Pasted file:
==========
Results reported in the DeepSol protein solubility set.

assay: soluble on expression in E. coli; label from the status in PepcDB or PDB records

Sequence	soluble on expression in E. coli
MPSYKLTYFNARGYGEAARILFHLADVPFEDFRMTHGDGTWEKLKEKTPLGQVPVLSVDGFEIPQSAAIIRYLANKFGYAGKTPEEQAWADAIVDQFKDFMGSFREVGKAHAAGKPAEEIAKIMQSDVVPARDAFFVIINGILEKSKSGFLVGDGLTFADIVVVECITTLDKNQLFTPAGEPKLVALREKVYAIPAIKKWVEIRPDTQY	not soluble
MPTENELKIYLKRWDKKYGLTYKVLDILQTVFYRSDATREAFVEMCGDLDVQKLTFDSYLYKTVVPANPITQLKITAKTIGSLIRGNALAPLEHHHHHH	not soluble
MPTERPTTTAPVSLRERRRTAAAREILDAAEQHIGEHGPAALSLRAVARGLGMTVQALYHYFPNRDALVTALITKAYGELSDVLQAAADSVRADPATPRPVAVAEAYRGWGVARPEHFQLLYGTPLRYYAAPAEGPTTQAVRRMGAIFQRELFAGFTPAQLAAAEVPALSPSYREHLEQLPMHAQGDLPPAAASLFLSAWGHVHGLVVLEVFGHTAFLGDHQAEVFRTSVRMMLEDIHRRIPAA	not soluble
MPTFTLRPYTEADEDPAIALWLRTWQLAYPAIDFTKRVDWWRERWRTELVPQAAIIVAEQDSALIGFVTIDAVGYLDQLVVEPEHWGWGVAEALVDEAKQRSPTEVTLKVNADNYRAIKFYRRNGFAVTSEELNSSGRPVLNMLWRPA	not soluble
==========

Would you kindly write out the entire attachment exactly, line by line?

Results reported in the DeepSol protein solubility set.

assay: soluble on expression in E. coli; label from the status in PepcDB or PDB records

Sequence	soluble on expression in E. coli
MPSYKLTYFNARGYGEAARILFHLADVPFEDFRMTHGDGTWEKLKEKTPLGQVPVLSVDGFEIPQSAAIIRYLANKFGYAGKTPEEQAWADAIVDQFKDFMGSFREVGKAHAAGKPAEEIAKIMQSDVVPARDAFFVIINGILEKSKSGFLVGDGLTFADIVVVECITTLDKNQLFTPAGEPKLVALREKVYAIPAIKKWVEIRPDTQY	not soluble
MPTENELKIYLKRWDKKYGLTYKVLDILQTVFYRSDATREAFVEMCGDLDVQKLTFDSYLYKTVVPANPITQLKITAKTIGSLIRGNALAPLEHHHHHH	not soluble
MPTERPTTTAPVSLRERRRTAAAREILDAAEQHIGEHGPAALSLRAVARGLGMTVQALYHYFPNRDALVTALITKAYGELSDVLQAAADSVRADPATPRPVAVAEAYRGWGVARPEHFQLLYGTPLRYYAAPAEGPTTQAVRRMGAIFQRELFAGFTPAQLAAAEVPALSPSYREHLEQLPMHAQGDLPPAAASLFLSAWGHVHGLVVLEVFGHTAFLGDHQAEVFRTSVRMMLEDIHRRIPAA	not soluble
MPTFTLRPYTEADEDPAIALWLRTWQLAYPAIDFTKRVDWWRERWRTELVPQAAIIVAEQDSALIGFVTIDAVGYLDQLVVEPEHWGWGVAEALVDEAKQRSPTEVTLKVNADNYRAIKFYRRNGFAVTSEELNSSGRPVLNMLWRPA	not soluble